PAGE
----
First impression on unpacking the Q702 test unit was the solid feel and clean, minimalist styling.
Motorola Xoom vs. Apple iPad 2: Tablet showdown
- — 20 April, 2011 09:10
The 9.7in display of the iPad 2 is bright, crisp and clear and really brings content to life, particularly photos and videos. Though the iPad has the same oleophobic screen coating as the iPhone 4, its larger size means a few taps on the display quickly results in a grubby mess that is hard to clean. The iPad 2 also has another serious flaw — its display is virtually impossible to see in direct sunlight, which is a huge issue on a device that's designed for portability and travel.
The Motorola Xoom has a slightly larger display at 10.1in, and its resolution of 1280x800 pixels is an improvement over the iPad 2's 1024x768 display. We are yet to get our hands on the Xoom, so we can't comment on its performance in direct sunlight.
Apple iPad 2 vs. Motorola Xoom: Software and performance
The iPad 2 runs Apple's iOS4 operating system. It offers a familiar swipeable home screen enhanced by folders, and the consistent Apple UI look and feel extending across all of the standard applications. If you have never used an iPad before, you can expect a device that is easy to pick up and use, a well-populated App Store, and excellent multimedia capabilities. Web browsing is fast and efficient, and the iPad 2 is also a great device for viewing photos, watching videos and listening to music.
Though the streamlined iPad experience has won many fans, Apple's closed platform means the iPad 2 doesn't offer the same flexibility as Android tablets like the Xoom. In particular, the iPad 2 has an inferior notification system to Android tablets, and Apple doesn't allow you to customise and display live widgets on the iPad 2 home screen. By the same token, the iPad 2 interface and overall user experience are far more polished than what is currently on offer from Android tablets. The iPad 2 feels much faster and smoother than any Android tablet we've tested.
The Motorola Xoom runs Android 3.0 "Honeycomb", a new version of the Android platform that is optimised for tablet devices. Android 3.0 has a completely redesigned interface that aims to take advantage of the larger screen of a tablet. These new UI features include an "action bar", a contextual option group displayed at the top of the screen, five customisable home screens, recent apps for easier multitasking, a redesigned on-screen keyboard, a new browser and an improved copy and paste function. Android 3.0 Honeycomb also includes tabbed Web browsing, and support for 3D graphics. The new Android software for tablets is a huge improvement over earlier versions, but still lacks the polished and slick feel of the iPad 2.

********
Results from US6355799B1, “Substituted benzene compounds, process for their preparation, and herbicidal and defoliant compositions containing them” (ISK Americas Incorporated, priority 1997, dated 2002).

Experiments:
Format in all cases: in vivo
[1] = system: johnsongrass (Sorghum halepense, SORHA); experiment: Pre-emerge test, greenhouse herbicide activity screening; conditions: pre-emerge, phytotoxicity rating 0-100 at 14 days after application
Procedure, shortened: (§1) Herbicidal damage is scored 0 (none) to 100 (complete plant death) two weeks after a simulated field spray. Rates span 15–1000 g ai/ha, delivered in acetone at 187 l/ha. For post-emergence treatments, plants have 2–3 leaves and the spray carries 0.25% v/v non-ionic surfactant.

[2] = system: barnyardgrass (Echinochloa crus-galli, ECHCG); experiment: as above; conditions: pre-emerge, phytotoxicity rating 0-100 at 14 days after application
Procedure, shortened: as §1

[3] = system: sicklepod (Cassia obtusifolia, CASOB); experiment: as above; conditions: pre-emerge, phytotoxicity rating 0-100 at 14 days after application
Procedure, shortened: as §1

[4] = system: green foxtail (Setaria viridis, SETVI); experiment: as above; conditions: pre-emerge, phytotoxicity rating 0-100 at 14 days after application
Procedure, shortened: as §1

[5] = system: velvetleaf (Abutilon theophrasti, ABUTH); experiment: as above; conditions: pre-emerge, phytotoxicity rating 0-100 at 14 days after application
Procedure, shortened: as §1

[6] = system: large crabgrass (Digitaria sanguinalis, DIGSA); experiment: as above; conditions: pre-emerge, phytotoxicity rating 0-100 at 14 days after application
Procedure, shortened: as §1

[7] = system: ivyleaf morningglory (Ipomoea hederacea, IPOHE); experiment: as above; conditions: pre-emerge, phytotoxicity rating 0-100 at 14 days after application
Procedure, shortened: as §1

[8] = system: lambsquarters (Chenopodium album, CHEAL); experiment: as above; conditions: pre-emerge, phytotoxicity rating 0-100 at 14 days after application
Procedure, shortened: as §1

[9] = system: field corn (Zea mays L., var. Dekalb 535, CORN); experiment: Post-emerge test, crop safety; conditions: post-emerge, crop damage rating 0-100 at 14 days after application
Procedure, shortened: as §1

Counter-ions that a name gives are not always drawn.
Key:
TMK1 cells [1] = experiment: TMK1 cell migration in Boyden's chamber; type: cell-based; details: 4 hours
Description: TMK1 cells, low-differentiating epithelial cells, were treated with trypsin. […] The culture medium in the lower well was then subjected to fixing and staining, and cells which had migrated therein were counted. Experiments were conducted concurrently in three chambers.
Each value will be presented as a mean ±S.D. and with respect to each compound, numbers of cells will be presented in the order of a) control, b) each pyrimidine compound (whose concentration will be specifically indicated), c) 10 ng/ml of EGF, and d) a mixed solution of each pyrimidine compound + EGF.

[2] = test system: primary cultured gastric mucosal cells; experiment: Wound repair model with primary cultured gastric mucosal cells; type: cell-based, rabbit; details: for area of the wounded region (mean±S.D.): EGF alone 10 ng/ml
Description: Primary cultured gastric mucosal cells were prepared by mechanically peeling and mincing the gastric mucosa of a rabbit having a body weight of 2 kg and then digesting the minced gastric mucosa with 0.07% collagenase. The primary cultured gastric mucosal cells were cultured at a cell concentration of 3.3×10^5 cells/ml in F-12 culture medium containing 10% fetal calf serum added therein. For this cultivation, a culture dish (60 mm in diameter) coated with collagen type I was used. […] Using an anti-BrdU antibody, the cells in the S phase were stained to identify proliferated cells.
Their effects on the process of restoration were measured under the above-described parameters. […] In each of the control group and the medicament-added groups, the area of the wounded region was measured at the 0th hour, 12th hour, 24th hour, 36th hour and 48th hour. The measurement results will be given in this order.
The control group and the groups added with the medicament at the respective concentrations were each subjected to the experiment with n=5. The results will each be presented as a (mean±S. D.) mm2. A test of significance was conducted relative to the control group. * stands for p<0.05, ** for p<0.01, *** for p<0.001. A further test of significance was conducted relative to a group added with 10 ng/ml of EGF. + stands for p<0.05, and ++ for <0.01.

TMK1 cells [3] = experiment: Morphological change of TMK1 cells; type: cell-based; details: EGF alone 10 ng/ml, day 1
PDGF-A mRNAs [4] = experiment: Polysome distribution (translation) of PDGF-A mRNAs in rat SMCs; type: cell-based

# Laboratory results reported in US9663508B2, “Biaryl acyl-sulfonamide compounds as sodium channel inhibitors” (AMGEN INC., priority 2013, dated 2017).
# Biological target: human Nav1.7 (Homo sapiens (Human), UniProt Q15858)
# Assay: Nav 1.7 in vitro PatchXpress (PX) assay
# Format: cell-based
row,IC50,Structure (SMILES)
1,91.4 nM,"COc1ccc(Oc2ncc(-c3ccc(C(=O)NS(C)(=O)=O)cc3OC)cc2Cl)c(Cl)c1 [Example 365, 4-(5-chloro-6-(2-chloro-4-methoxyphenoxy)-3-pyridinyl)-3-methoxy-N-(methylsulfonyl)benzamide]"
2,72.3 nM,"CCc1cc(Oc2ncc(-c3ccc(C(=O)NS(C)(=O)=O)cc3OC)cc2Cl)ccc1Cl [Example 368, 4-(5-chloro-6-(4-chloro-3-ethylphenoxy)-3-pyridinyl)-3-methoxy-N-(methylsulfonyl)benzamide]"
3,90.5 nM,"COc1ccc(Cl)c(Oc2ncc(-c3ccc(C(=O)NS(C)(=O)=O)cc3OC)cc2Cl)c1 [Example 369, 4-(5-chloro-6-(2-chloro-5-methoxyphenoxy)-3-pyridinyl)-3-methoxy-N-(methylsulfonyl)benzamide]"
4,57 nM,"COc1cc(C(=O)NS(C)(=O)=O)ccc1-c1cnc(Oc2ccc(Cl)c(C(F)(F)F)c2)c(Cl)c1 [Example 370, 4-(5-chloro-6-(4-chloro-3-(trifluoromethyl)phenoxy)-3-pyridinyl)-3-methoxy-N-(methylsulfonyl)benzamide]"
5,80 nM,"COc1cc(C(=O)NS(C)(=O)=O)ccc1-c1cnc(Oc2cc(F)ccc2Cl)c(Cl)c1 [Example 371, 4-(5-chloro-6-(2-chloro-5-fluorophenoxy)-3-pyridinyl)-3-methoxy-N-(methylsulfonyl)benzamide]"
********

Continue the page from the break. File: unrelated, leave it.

The Motorola Xoom runs Android 3.0 "Honeycomb", which offers a completely redesigned interface aiming to take advantage of the larger screen of a tablet.
Apple iPad 2 vs. Motorola Xoom: Other features
The Apple iPad 2 is powered by a dual-core processor called the A5. Apple claims the processor doubles the speed of the iPad 2 and makes graphics processing up to nine times faster. Apple hasn't specified the amount of RAM the iPad 2 has, but it is generally assumed to be 512MB.
The Apple iPad 2 also includes two cameras; one facing the front of the tablet, the other rear-facing. The rear camera records 720p HD video, and takes still photographs, but both cameras have low specifications — the front camera is VGA, while the rear camera is just 0.7 megapixels. Both cameras can be used with Apple's FaceTime video chat application, which debuted on the iPhone 4.
On the other hand, the Motorola Xoom Android tablet has a significantly better 5-megapixel rear camera on its rear that also doubles as a 720p HD video recorder, and a 2-megapixel front camera for video calls. The Xoom can also claim to be a more powerful device than the iPad under the hood — it is powered by a 1GHz dual-core processor, has 1GB of RAM, 32GB of internal memory, and a microSD card slot for extra storage. The Motorola Xoom also has one other significant advantage over the iPad 2 — its Web browser can display Flash video content.
Motorola has promised 10 hours of video playback time before the Xoom's battery runs out. We'll be keen to put this to the test, as the iPad 2 is claimed to offer a battery life that equals the Xoom's.
The Apple iPad 2 is available through Apple retail stores and select authorised resellers. The iPad 2 is slightly cheaper than the original iPad, starting at $579 for the entry-level 16GB Wi-Fi version.
The Motorola Xoom will be available in May exclusively through Telstra. Pricing and availability has yet to be announced.
What do you think about the Apple iPad 2 and the Motorola Xoom? Let us know in the comments below!
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